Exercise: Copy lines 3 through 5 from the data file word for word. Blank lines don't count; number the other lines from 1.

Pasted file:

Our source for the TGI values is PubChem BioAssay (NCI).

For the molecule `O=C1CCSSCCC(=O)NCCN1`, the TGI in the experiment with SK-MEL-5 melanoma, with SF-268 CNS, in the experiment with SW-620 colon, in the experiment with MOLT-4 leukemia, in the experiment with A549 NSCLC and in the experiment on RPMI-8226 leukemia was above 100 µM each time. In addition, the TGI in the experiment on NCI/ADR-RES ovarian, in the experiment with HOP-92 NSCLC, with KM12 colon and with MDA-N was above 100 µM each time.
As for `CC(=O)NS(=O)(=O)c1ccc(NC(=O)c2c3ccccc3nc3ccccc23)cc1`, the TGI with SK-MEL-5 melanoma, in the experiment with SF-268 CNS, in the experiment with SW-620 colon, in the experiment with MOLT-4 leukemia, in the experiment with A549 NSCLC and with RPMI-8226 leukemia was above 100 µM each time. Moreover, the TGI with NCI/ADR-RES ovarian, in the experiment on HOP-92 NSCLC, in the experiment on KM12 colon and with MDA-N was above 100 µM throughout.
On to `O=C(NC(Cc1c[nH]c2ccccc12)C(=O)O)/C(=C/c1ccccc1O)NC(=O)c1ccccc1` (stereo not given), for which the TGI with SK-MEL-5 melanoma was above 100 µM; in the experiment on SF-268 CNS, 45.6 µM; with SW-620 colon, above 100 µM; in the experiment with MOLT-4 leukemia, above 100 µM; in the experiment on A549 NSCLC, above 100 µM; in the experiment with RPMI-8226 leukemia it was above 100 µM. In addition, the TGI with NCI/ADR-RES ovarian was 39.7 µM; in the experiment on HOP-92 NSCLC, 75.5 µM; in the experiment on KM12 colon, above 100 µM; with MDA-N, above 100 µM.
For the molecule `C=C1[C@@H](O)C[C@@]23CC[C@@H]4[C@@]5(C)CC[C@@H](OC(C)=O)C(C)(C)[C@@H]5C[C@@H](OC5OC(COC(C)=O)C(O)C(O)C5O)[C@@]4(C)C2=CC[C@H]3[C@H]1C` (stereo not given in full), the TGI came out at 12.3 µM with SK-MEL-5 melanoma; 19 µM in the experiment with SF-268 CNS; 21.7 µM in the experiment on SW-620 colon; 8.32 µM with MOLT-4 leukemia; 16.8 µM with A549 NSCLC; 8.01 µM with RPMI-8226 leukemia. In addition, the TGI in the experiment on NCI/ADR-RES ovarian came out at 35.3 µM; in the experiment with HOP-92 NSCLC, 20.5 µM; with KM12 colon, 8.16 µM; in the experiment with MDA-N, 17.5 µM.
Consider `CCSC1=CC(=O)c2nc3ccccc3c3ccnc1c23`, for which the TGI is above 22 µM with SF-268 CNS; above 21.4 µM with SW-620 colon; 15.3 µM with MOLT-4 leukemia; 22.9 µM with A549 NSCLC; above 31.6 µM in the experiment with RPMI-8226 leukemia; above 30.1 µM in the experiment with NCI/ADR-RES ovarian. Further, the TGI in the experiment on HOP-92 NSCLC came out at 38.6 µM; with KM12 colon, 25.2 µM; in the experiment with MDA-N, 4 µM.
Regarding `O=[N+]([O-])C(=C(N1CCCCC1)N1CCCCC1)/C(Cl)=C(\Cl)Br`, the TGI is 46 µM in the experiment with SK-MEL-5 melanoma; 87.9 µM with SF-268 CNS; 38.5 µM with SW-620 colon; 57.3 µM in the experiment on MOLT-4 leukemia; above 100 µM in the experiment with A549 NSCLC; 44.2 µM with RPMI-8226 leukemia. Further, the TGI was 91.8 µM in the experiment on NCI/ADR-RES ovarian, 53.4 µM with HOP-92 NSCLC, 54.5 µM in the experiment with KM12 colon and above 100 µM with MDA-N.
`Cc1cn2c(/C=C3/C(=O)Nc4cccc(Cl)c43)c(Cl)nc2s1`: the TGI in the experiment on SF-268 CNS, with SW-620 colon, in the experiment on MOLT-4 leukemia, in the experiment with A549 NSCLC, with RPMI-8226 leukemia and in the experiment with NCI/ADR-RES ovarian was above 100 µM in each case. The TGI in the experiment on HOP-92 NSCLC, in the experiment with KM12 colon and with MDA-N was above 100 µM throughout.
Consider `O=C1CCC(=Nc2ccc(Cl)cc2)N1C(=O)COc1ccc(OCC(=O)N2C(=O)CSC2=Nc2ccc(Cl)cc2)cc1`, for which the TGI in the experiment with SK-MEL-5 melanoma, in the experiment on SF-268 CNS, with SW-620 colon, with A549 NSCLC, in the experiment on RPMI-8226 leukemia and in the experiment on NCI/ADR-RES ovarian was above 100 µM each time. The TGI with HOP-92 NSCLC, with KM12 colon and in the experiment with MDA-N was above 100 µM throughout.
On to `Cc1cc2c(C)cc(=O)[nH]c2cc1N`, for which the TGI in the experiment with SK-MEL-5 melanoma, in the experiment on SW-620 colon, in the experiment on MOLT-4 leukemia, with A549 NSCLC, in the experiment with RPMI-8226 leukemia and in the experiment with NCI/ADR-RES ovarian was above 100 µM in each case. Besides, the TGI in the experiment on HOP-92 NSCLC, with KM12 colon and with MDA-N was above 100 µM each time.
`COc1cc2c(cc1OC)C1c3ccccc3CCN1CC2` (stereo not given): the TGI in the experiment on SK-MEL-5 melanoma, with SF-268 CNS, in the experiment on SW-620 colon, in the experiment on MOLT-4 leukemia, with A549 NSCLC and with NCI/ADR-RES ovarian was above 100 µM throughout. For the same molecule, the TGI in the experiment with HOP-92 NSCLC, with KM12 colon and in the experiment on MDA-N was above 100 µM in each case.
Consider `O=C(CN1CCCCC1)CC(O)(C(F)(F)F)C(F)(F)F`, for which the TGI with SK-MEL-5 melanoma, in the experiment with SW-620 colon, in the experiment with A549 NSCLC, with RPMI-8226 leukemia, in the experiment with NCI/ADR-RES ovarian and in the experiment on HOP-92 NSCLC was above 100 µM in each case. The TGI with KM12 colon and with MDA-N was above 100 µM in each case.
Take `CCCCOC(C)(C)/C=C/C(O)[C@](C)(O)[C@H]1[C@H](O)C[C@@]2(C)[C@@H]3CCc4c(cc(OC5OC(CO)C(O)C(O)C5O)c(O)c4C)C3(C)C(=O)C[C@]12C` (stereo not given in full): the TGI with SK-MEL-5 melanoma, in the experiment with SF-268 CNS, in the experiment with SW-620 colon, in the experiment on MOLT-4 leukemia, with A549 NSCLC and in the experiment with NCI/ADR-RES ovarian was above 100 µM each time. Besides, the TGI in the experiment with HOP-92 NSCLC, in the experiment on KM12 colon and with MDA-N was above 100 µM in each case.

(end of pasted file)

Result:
As for `CC(=O)NS(=O)(=O)c1ccc(NC(=O)c2c3ccccc3nc3ccccc23)cc1`, the TGI with SK-MEL-5 melanoma, in the experiment with SF-268 CNS, in the experiment with SW-620 colon, in the experiment with MOLT-4 leukemia, in the experiment with A549 NSCLC and with RPMI-8226 leukemia was above 100 µM each time. Moreover, the TGI with NCI/ADR-RES ovarian, in the experiment on HOP-92 NSCLC, in the experiment on KM12 colon and with MDA-N was above 100 µM throughout.
On to `O=C(NC(Cc1c[nH]c2ccccc12)C(=O)O)/C(=C/c1ccccc1O)NC(=O)c1ccccc1` (stereo not given), for which the TGI with SK-MEL-5 melanoma was above 100 µM; in the experiment on SF-268 CNS, 45.6 µM; with SW-620 colon, above 100 µM; in the experiment with MOLT-4 leukemia, above 100 µM; in the experiment on A549 NSCLC, above 100 µM; in the experiment with RPMI-8226 leukemia it was above 100 µM. In addition, the TGI with NCI/ADR-RES ovarian was 39.7 µM; in the experiment on HOP-92 NSCLC, 75.5 µM; in the experiment on KM12 colon, above 100 µM; with MDA-N, above 100 µM.
For the molecule `C=C1[C@@H](O)C[C@@]23CC[C@@H]4[C@@]5(C)CC[C@@H](OC(C)=O)C(C)(C)[C@@H]5C[C@@H](OC5OC(COC(C)=O)C(O)C(O)C5O)[C@@]4(C)C2=CC[C@H]3[C@H]1C` (stereo not given in full), the TGI came out at 12.3 µM with SK-MEL-5 melanoma; 19 µM in the experiment with SF-268 CNS; 21.7 µM in the experiment on SW-620 colon; 8.32 µM with MOLT-4 leukemia; 16.8 µM with A549 NSCLC; 8.01 µM with RPMI-8226 leukemia. In addition, the TGI in the experiment on NCI/ADR-RES ovarian came out at 35.3 µM; in the experiment with HOP-92 NSCLC, 20.5 µM; with KM12 colon, 8.16 µM; in the experiment with MDA-N, 17.5 µM.